Vinsamlegast notið þetta auðkenni þegar þið vitnið til verksins eða tengið í það: http://hdl.handle.net/1946/14742
Instability in the revenues of natural resources that play a large role in a country’s economy is bound to have various effects. Oil plays a large role in Nigeria’s economy with its share in total exports having been over 90 percent in the past decades and its share in federally collected revenue being close to 80 percent.
The aim of this thesis is to explain how the oil industry, with its volatile commodity prices, affects macroeconomic stability in Nigeria. The primary focus is on oil price changes along with three specific macroeconomic variables; export value as a ratio of GDP, inflation and GDP growth.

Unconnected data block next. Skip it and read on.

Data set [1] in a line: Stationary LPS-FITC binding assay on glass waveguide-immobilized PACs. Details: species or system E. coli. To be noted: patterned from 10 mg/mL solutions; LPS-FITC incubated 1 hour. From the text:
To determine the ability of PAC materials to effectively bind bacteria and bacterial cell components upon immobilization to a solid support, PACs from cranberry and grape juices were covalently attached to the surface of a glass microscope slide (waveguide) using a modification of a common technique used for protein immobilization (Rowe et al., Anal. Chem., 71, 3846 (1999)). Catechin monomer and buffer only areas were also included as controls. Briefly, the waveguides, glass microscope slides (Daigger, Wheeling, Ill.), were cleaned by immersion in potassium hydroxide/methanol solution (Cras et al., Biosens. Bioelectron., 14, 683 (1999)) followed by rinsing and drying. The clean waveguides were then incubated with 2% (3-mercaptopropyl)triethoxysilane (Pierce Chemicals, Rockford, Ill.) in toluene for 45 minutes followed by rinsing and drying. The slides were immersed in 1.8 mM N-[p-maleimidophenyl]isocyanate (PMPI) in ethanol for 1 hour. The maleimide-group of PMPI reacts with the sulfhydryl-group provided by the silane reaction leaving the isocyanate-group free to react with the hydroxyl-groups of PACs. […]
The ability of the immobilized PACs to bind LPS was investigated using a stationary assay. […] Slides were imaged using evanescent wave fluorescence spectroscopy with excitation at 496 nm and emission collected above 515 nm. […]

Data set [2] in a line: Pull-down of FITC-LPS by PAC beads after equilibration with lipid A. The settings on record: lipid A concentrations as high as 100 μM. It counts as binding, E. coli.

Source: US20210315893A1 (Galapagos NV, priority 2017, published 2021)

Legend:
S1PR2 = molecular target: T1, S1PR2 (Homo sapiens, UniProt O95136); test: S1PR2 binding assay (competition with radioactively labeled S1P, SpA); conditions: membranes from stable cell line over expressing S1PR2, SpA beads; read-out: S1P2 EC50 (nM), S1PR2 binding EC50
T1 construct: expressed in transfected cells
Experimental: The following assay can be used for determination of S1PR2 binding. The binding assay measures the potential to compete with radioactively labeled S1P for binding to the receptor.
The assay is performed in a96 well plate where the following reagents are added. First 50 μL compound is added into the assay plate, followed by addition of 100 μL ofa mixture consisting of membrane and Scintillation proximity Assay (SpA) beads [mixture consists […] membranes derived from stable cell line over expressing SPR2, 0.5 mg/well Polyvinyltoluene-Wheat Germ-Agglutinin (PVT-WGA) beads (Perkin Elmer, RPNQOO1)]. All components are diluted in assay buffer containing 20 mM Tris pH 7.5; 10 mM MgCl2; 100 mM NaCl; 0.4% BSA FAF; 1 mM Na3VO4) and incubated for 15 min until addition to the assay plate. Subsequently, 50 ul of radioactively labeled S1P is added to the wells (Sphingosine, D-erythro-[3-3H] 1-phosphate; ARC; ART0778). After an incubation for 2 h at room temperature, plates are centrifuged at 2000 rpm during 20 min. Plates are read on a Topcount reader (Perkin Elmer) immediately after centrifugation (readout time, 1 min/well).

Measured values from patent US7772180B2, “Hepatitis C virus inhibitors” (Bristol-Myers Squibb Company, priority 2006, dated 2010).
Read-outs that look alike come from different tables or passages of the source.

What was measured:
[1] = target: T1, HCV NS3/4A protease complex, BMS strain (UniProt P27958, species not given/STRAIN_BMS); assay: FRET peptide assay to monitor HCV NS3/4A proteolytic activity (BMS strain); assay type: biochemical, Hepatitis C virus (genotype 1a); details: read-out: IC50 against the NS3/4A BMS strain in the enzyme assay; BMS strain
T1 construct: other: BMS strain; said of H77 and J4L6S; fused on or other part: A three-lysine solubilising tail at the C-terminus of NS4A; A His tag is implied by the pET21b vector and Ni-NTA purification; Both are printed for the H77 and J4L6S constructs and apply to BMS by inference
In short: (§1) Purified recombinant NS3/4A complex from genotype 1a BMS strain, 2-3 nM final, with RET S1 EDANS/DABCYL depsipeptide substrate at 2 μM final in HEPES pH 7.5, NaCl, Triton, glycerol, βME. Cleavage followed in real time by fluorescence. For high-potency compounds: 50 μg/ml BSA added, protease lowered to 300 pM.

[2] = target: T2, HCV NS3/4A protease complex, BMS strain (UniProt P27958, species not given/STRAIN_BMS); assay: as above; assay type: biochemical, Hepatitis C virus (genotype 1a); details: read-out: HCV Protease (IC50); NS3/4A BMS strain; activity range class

The analysis of the aforementioned variables is primarily based on economic literature on the subject. A vector error correction model is also set up for the three variables and oil price with graphs of the corresponding impulse responses to shocks in oil prices.
The role of macroeconomic and institutional policies in either exacerbating or potentially mitigating the effects of oil shocks is also explored.
The conclusions reached are that volatile oil prices affect not only macroeconomic stability but also political stability and government decisions. Additionally, it is concluded that a better coordination of fiscal and monetary policies is needed to avoid exacerbating the ripples of oil shocks instead of mitigating them.
|BS ritgerð.pdf||994.38 kB||Opinn||Heildartexti||Skoða/Opna|